Starting a small business means all three of those challenges fall on your shoulders. If there’s a job to be done, you have to learn how to do it. Luckily I come from a family of entrepreneurs, so there’s a natural drive in our family to build something larger than ourselves.

My father, King Shaw, built King Plow Arts Center, a historic building complex with live/work studios, commercial artist spaces, art galleries and areas designed for the performing arts. My older brother Robert Shaw is co-founder of Terminal West, a popular music venue in Atlanta. My younger brother Matthew is still in college, but we know he’s going to end up blowing us all out of the water.

I’m very fortunate to have family support within the company. My mother, Deborah Shaw, began working with me two years ago. She helps tremendously with sales and demo events. There comes a point where you can’t do everything yourself and you need someone who is just as passionate as you to keep the business moving.

Sometimes owning your own business feels like you’re flying by the seat of your pants, but that’s part of the excitement. You make the most informed decisions possible and believe in yourself and what you are trying to accomplish. I know that providing safe, quality and delicious food for people with food allergies is a worthy cause and I’m enjoying being a part of the gluten free community.

I feel like we are living through such an interesting time where gluten is concerned. On the one hand, more people are being diagnosed with Celiac disease than ever before.  On the other, we also have this new clinical diagnosis of “Non-Celiac Gluten Intolerance,” where folks clearly have symptoms but not the damage to the intestines that Celiac causes.  And then, we have lots of people “going gluten free” as a way to generally improve their health.  Finally, we have a subset that seems to be eating gluten free foods because they follow every new health fad out there.  In light of all this, what are your thoughts about the future of the “gluten free” marketplace in general?

There are definitely pluses and minuses to this. For people with Celiac, eating gluten free is a medical diet. The publicity is great because more people are getting diagnosed, feeling better, and there is an overall better understanding of the condition. There are more gluten free foods than ever before and more and more restaurants providing gluten free options.Image 3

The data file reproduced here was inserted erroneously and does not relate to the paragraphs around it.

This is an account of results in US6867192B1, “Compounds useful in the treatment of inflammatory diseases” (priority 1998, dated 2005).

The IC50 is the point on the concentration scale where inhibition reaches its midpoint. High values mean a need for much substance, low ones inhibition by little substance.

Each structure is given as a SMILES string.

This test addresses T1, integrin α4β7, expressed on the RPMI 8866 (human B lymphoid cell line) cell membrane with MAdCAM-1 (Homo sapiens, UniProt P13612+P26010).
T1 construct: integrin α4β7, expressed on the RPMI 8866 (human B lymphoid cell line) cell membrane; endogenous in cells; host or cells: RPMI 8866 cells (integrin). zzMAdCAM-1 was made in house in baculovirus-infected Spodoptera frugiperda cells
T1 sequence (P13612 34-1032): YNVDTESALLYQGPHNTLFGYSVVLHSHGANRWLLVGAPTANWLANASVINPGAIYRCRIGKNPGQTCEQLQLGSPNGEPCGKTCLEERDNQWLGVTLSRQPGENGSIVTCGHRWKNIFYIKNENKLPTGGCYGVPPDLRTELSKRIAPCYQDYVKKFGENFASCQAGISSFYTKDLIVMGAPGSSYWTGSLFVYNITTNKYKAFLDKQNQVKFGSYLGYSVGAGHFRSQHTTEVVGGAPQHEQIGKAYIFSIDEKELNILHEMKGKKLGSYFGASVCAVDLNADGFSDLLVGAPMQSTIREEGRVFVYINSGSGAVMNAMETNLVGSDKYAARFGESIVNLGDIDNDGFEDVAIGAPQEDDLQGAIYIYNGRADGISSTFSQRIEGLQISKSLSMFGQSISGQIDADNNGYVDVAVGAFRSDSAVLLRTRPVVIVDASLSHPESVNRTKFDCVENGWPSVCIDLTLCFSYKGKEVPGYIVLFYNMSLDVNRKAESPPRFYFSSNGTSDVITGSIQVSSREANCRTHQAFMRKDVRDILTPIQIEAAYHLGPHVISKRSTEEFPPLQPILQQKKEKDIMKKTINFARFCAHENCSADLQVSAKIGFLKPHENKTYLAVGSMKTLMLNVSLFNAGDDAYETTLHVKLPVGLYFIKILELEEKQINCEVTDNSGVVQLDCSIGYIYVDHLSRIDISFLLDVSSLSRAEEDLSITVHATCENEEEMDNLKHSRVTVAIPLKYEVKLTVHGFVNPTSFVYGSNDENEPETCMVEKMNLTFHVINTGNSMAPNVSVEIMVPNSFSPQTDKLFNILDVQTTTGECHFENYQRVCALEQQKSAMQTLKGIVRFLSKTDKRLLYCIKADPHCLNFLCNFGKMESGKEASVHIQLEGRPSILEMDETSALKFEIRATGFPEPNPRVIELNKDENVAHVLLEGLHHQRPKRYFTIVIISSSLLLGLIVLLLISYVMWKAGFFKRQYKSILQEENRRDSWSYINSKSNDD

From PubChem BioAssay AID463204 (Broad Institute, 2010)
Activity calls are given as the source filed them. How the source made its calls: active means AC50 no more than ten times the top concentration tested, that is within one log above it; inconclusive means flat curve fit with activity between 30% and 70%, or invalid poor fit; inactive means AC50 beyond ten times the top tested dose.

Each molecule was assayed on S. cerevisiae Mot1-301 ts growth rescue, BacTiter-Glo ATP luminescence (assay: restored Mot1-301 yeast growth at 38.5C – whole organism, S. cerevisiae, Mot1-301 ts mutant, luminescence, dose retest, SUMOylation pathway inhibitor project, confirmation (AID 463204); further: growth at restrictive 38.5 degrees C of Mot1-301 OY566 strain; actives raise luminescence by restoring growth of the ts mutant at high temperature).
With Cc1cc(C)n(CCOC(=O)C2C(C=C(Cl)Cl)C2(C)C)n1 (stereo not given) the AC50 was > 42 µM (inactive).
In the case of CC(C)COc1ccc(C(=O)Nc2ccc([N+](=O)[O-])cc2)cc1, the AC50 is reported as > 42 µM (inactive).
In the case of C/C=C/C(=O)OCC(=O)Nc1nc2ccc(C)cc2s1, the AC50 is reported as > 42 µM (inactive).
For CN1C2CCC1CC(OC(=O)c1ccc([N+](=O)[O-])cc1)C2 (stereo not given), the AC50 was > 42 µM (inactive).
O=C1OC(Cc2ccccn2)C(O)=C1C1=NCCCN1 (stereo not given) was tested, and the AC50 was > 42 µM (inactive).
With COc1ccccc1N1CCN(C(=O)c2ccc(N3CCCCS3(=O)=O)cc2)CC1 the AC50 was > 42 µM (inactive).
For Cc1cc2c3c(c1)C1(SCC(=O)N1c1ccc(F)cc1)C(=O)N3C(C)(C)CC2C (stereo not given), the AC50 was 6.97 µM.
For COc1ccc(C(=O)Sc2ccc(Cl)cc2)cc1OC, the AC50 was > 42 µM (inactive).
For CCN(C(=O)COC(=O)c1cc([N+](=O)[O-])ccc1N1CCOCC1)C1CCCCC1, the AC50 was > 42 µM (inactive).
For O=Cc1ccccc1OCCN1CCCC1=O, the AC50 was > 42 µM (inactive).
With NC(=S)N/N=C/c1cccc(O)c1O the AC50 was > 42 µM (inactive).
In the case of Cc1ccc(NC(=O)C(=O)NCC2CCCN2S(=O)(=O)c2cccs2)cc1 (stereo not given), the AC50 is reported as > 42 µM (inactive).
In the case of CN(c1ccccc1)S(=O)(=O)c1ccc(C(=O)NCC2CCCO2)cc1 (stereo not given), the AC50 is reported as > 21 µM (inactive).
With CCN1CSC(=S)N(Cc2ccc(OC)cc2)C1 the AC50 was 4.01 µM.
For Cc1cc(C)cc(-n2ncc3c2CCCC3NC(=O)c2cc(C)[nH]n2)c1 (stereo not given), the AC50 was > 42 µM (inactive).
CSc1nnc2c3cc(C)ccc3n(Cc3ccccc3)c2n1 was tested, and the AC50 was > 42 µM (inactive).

The downside is companies jumping on the gluten free bandwagon and not understanding the issue of cross-contamination. An example of cross-contamination is using a knife to cut a slice of wheat bread and then using the same knife to cut a slice of gluten free bread. This would make someone with Celiac very sick. It’s also important to check ingredients, down to the sauces for wheat, barley or rye.

I personally appreciate the attention gluten free is finally receiving. It’s nice to go to a friend’s house or holiday party, and people already have a general understanding of why you need to bring your own food. If you have Celiac or a severe food allergy, getting a food allergy card is extremely helpful. I’ve found that restaurants take your allergy much more seriously.

Speaking of the future, what’s next for Frannie’s Gluten Free muffins?  Wider distribution?  More flavors?  Extension into other gluten free goods?

I would love for Frannie’s Gluten Free muffins to be available in more locations.

I am passionate about providing allergy smart, safe, local gluten free muffins. It’s a great feeling when you tell a kid that has several food allergies that the muffins you make are safe and they can have one. It’s an even better feeling when they come back for seconds and thirds!

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Thanks to Frances for sharing her story!  

If you are in metro Atlanta and you want to try Frannie’s Gluten Free muffins, visit her website to find a retailer near you.